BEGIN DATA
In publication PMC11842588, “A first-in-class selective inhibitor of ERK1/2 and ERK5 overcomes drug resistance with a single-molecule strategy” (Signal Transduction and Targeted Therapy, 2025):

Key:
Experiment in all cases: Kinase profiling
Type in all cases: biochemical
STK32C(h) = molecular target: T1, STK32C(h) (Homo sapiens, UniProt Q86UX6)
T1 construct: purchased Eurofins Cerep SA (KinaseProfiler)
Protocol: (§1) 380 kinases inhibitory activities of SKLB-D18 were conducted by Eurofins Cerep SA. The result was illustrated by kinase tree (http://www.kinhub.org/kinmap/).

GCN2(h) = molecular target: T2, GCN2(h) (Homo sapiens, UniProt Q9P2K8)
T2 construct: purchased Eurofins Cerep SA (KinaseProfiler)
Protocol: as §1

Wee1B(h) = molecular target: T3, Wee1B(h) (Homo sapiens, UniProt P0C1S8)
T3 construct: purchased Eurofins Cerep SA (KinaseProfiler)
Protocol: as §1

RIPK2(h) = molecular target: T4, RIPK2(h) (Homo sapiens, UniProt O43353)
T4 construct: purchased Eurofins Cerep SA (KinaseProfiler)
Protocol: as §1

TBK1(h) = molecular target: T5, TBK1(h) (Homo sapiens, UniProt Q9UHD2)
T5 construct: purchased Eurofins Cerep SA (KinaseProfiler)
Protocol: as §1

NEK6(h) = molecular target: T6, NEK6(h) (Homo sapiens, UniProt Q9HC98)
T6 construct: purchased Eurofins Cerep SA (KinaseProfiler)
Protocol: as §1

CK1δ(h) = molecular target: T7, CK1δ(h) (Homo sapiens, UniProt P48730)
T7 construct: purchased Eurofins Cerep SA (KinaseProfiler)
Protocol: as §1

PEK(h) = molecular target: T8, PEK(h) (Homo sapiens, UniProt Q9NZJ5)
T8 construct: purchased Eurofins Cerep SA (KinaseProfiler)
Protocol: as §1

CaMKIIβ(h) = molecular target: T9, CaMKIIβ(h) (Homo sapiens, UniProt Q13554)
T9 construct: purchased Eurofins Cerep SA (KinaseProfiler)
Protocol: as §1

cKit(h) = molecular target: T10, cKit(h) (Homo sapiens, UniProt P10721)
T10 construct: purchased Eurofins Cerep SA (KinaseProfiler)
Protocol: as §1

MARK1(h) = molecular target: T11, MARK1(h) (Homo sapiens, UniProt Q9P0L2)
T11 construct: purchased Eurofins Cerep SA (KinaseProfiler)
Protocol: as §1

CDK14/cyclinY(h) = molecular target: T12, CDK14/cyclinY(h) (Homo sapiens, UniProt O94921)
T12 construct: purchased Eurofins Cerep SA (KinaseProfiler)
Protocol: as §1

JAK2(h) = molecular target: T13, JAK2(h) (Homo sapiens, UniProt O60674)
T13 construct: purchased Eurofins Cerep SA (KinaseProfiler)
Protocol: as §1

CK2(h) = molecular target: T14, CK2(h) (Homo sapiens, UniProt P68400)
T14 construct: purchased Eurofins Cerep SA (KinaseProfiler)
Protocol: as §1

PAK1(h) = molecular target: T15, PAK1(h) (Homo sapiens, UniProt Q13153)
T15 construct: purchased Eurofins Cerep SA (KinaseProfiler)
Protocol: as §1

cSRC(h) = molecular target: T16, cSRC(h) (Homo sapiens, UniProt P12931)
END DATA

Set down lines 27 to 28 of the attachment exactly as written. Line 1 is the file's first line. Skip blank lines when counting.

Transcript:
T8 construct: purchased Eurofins Cerep SA (KinaseProfiler)
Protocol: as §1